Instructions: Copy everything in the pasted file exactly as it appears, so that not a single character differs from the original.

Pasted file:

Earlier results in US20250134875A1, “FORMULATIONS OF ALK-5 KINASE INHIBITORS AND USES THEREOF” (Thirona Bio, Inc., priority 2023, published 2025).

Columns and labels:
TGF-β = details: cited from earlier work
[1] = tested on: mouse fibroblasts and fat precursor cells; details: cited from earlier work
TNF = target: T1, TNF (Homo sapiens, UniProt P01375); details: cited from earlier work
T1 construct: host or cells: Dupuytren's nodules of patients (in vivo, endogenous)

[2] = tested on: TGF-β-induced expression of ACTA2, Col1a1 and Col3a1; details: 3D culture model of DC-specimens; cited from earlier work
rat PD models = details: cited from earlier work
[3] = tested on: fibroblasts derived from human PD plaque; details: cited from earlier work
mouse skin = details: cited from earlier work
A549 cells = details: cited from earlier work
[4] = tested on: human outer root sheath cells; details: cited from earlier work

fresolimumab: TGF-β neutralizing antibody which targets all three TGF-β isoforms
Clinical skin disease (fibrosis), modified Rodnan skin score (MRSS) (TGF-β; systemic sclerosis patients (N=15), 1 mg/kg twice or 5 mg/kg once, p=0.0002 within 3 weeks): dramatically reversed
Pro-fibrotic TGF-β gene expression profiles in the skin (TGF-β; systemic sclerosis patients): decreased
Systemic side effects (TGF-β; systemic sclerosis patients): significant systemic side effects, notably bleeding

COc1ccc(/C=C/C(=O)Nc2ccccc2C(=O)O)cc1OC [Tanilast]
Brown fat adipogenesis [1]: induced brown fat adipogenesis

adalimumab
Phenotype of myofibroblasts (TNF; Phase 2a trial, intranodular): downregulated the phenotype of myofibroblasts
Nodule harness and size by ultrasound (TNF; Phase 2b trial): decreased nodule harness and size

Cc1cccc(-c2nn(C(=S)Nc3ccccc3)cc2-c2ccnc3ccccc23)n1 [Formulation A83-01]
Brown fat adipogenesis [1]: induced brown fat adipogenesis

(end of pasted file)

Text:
Earlier results in US20250134875A1, “FORMULATIONS OF ALK-5 KINASE INHIBITORS AND USES THEREOF” (Thirona Bio, Inc., priority 2023, published 2025).

Columns and labels:
TGF-β = details: cited from earlier work
[1] = tested on: mouse fibroblasts and fat precursor cells; details: cited from earlier work
TNF = target: T1, TNF (Homo sapiens, UniProt P01375); details: cited from earlier work
T1 construct: host or cells: Dupuytren's nodules of patients (in vivo, endogenous)

[2] = tested on: TGF-β-induced expression of ACTA2, Col1a1 and Col3a1; details: 3D culture model of DC-specimens; cited from earlier work
rat PD models = details: cited from earlier work
[3] = tested on: fibroblasts derived from human PD plaque; details: cited from earlier work
mouse skin = details: cited from earlier work
A549 cells = details: cited from earlier work
[4] = tested on: human outer root sheath cells; details: cited from earlier work

fresolimumab: TGF-β neutralizing antibody which targets all three TGF-β isoforms
Clinical skin disease (fibrosis), modified Rodnan skin score (MRSS) (TGF-β; systemic sclerosis patients (N=15), 1 mg/kg twice or 5 mg/kg once, p=0.0002 within 3 weeks): dramatically reversed
Pro-fibrotic TGF-β gene expression profiles in the skin (TGF-β; systemic sclerosis patients): decreased
Systemic side effects (TGF-β; systemic sclerosis patients): significant systemic side effects, notably bleeding

COc1ccc(/C=C/C(=O)Nc2ccccc2C(=O)O)cc1OC [Tanilast]
Brown fat adipogenesis [1]: induced brown fat adipogenesis

adalimumab
Phenotype of myofibroblasts (TNF; Phase 2a trial, intranodular): downregulated the phenotype of myofibroblasts
Nodule harness and size by ultrasound (TNF; Phase 2b trial): decreased nodule harness and size

Cc1cccc(-c2nn(C(=S)Nc3ccccc3)cc2-c2ccnc3ccccc23)n1 [Formulation A83-01]
Brown fat adipogenesis [1]: induced brown fat adipogenesis